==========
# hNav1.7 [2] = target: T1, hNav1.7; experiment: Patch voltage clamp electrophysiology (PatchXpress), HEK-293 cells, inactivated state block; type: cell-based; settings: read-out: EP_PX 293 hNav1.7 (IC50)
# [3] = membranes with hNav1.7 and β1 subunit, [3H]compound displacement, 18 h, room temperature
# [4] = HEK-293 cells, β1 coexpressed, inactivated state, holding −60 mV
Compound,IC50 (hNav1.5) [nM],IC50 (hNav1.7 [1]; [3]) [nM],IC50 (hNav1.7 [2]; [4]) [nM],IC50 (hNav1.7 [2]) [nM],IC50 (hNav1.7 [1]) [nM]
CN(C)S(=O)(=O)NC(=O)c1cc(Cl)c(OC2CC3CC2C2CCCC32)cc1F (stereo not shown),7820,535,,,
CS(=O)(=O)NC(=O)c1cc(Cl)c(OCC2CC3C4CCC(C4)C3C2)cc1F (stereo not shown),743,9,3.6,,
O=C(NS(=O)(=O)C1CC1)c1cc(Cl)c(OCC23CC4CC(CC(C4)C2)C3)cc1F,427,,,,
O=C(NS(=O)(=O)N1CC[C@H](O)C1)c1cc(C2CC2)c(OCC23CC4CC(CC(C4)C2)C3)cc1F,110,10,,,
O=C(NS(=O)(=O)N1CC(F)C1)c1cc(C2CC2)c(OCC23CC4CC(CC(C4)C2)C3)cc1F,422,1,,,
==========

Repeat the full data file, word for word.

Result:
# hNav1.7 [2] = target: T1, hNav1.7; experiment: Patch voltage clamp electrophysiology (PatchXpress), HEK-293 cells, inactivated state block; type: cell-based; settings: read-out: EP_PX 293 hNav1.7 (IC50)
# [3] = membranes with hNav1.7 and β1 subunit, [3H]compound displacement, 18 h, room temperature
# [4] = HEK-293 cells, β1 coexpressed, inactivated state, holding −60 mV
Compound,IC50 (hNav1.5) [nM],IC50 (hNav1.7 [1]; [3]) [nM],IC50 (hNav1.7 [2]; [4]) [nM],IC50 (hNav1.7 [2]) [nM],IC50 (hNav1.7 [1]) [nM]
CN(C)S(=O)(=O)NC(=O)c1cc(Cl)c(OC2CC3CC2C2CCCC32)cc1F (stereo not shown),7820,535,,,
CS(=O)(=O)NC(=O)c1cc(Cl)c(OCC2CC3C4CCC(C4)C3C2)cc1F (stereo not shown),743,9,3.6,,
O=C(NS(=O)(=O)C1CC1)c1cc(Cl)c(OCC23CC4CC(CC(C4)C2)C3)cc1F,427,,,,
O=C(NS(=O)(=O)N1CC[C@H](O)C1)c1cc(C2CC2)c(OCC23CC4CC(CC(C4)C2)C3)cc1F,110,10,,,
O=C(NS(=O)(=O)N1CC(F)C1)c1cc(C2CC2)c(OCC23CC4CC(CC(C4)C2)C3)cc1F,422,1,,,